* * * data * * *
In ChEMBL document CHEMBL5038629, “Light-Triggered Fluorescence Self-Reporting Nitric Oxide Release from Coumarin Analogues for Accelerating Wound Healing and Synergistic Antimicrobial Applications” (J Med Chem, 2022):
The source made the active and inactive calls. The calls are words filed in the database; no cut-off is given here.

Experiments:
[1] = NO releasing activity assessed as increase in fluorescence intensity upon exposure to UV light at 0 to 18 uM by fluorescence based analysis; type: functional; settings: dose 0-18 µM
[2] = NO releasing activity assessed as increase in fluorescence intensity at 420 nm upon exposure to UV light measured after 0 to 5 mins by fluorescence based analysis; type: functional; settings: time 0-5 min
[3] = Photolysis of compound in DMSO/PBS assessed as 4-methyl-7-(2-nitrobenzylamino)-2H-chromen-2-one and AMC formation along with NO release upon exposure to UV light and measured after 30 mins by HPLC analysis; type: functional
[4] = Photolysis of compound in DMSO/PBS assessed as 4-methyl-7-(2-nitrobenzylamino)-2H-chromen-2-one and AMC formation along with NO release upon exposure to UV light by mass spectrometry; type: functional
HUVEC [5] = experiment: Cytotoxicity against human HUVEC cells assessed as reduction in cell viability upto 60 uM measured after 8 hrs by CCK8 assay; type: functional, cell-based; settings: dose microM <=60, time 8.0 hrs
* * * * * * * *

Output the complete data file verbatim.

In ChEMBL document CHEMBL5038629, “Light-Triggered Fluorescence Self-Reporting Nitric Oxide Release from Coumarin Analogues for Accelerating Wound Healing and Synergistic Antimicrobial Applications” (J Med Chem, 2022):
The source made the active and inactive calls. The calls are words filed in the database; no cut-off is given here.

Experiments:
[1] = NO releasing activity assessed as increase in fluorescence intensity upon exposure to UV light at 0 to 18 uM by fluorescence based analysis; type: functional; settings: dose 0-18 µM
[2] = NO releasing activity assessed as increase in fluorescence intensity at 420 nm upon exposure to UV light measured after 0 to 5 mins by fluorescence based analysis; type: functional; settings: time 0-5 min
[3] = Photolysis of compound in DMSO/PBS assessed as 4-methyl-7-(2-nitrobenzylamino)-2H-chromen-2-one and AMC formation along with NO release upon exposure to UV light and measured after 30 mins by HPLC analysis; type: functional
[4] = Photolysis of compound in DMSO/PBS assessed as 4-methyl-7-(2-nitrobenzylamino)-2H-chromen-2-one and AMC formation along with NO release upon exposure to UV light by mass spectrometry; type: functional
HUVEC [5] = experiment: Cytotoxicity against human HUVEC cells assessed as reduction in cell viability upto 60 uM measured after 8 hrs by CCK8 assay; type: functional, cell-based; settings: dose microM <=60, time 8.0 hrs